The pair had a very smooth speed round for Saturday’s win, and Goutal praised Steve Stephens on his track. “It all came up as planned,” the rider noted. “That is always the best when you go into the speed round and you have a plan and everything shows itself; most of the time that doesn’t happen. She was riding really well, very responsive both to my hand and leg, and from the first jump she was really on the run. She jumped great.”

“It was a nice course,” she added. “Steve is good with the speed courses. They are very American in style. They are very open and there is a lot of galloping, but then just when you have gotten flat, all of a sudden there is a tight turn or something that you have to be very careful for. My horse handled it very well.”

Brianne Goutal and Wirma in their winning presentation

Brianne Goutal and Wirma in their winning presentation

Final Results: $34,000 G&C Farm 1.45m CSIO

1. WIRMA: 2003 KWPN mare by Hors La Loi III x Lux
BRIANNE GOUTAL (USA), Remarkable Farms LP: 0/62.96

2. ELKY VAN HET INDIHOF: 2004 Belgian Warmblood mare by Toulon x Thunder van de Zuuthoeve
LORENZO DE LUCA (ITA), T & L NV: 0/63.41

3. UNEX OMEGA STAR: 2002 Irish Sport Horse gelding by Quick Star x Quatoubet du Rouet
TIM GREDLEY (GBR), Unex Competition Yard: 0/63.43

4. ZANDER: 2004 KWPN gelding Cantos x Saygon
MCLAIN WARD (USA), McLain Ward: 0/64.05

5. FYLOE VH CLAEYSSENHOF: 2005 BWP gelding by Burggraaf x Hearbreaker
DANIEL DEUSSER (GER), Stephex Stables: 0/71.80

6. QUIN CHIN: 1998 Holsteiner gelding by Quantum x Capione
JUAN CARLOS FRANCO (MEX), Juan Carlos Franco: 1/77.56

7. SOLERINA: 1999 Irish Sport Horse mare by Cruising x Diamond Lad
SHANE SWEETNAM (IRL), Sweet Oak & Spy Coast Farms: 4/65.35

8. OKAY DE KENS: 2002 Selle Francais gelding by Hockey Bleus x Quandy du Mayne
ALEXANDRA PAILLOT (FRA), Alexandra Paillot: 4/65.48

9. SHORAPUR: 2005 Hanoverian mare by Stakkato Gold x Drosselklang II
KEVIN BABINGTON (IRL), Shorapur LLC: 4/65.50

10. CHECKMATE 4: 1995 Hanoverian gelding by Contender x Pik Bube II

11. PROVIDENCE 3: 2005 Hanoverian stallion by Provider x Rabino
EUGENIO GARZA (MEX), El Milagro: 4/67.91

12. ECKHAM VAN HET STEENTJE: 2004 BWP gelding by Berlin x Kannan
MARGIE ENGLE (USA), Elm Rock LLC: 4/68.94

McLain Ward Earns One-Two Finish With HH Carlos Z and Dulien van de Smeets in $25,000 Nutrena Jumper Classic

A $25,000 Nutrena Jumper Classic was held in the DeNemethy Ring at PBIEC on Saturday with a one-two finish for two-time Olympic Gold Medalist McLain Ward. The class saw 53 entries with 12 to jump-off and eight double clear rounds over the Alan Wade (IRL) designed course. Ward went first with Blue Chip Bloodstock’s Dulien van de Smeets and set the leading pace at 40.03 seconds. He then beat his own time for the win aboard Double H Farm’s HH Carlos Z in 39.46 seconds.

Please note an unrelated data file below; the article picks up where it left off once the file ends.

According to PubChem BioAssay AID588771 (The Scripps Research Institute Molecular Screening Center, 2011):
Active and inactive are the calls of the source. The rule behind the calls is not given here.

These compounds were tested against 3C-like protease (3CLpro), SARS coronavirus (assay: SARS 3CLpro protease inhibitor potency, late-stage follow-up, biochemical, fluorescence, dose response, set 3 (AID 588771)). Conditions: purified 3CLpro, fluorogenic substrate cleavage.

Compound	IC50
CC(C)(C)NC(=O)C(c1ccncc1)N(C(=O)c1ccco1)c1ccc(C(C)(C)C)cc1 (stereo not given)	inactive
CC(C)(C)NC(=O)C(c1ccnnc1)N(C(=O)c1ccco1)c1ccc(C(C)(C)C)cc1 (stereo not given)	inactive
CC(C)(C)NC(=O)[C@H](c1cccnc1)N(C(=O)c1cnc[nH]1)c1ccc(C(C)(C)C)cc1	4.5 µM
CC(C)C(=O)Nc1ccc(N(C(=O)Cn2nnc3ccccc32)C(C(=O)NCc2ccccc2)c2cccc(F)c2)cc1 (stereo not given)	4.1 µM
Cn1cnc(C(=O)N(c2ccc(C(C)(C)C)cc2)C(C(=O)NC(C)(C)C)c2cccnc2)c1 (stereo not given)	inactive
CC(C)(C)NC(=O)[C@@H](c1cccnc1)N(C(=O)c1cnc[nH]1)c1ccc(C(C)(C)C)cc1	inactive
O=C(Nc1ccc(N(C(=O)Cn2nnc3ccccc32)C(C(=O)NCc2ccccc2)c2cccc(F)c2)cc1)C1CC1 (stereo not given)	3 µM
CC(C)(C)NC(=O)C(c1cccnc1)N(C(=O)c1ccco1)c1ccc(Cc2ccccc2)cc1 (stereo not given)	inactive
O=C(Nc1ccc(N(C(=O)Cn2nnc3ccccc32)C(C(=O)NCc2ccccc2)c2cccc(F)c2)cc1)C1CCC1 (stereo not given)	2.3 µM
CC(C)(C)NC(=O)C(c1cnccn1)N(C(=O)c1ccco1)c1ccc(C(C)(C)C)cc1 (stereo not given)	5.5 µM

Stephan Barcha (BRA) and Quizas Diamant finished third in 40.67 seconds, Rodrigo Pessoa (BRA) and Tinkabell were fourth in 40.79 seconds, and Laura Kraut (USA) guided Stars and Stripes’ Bonito R to fifth in 41.49 seconds.

McLain Ward and HH Carlos Z

McLain Ward and HH Carlos Z

HH Carlos Z is a 12-year-old Zangersheide gelding by Chellano Z x Voltaire that Double H Farm recently acquired for Ward to compete, and the rider is excited about the new partnership. The horse, formerly known as Carlos VHP Z, showed very successfully under Belgian rider Nicola Philippaerts before a brief partnership with Denmark’s Emilie Martinsen. He then spent a year showing under USA’s Nick Dello Joio.

“We have always known Carlos. He was a very, very good horse,” Ward stated. “We have a nice, new partnership with Hunter Harrison, and we thought it would be a nice addition to the string. He is very careful, a real winner.”

“We have high hopes for him,” Ward acknowledged. “He has won a few big grand prixs around the world. We kind of envisioned him as a bit like Goldika was for us years ago, a horse that can win any class at the show, even the grand prix.”

Ward finished second on Saturday with Dulien van de Smeets, a promising seven-year-old mare. “She is owned by Blue Chip Bloodstock, which is Tom Grossman, who was the half owner of Sapphire and Goldika as well,” Ward pointed out. “That is a partnership that I have had for a long time, and this horse we have been developing here and has really done some wonderful things. She won a couple of The Ridge grand prix. She is coming along really excellent and looks to be a phenomenal horse.”

“We are developing her, and she is on the market,” Ward added. “She was bought by Tom to be resold, and I’m sure someone is going to snap her up pretty quick. I think she is jumping just as good as any horse on the circuit, but until then I am going to enjoy the ride.”

McLain Ward and HH Carlos Z in their winning presentation with Carolina Arbelaez for Nutrena

McLain Ward and HH Carlos Z in their winning presentation with Carolina Arbelaez for Nutrena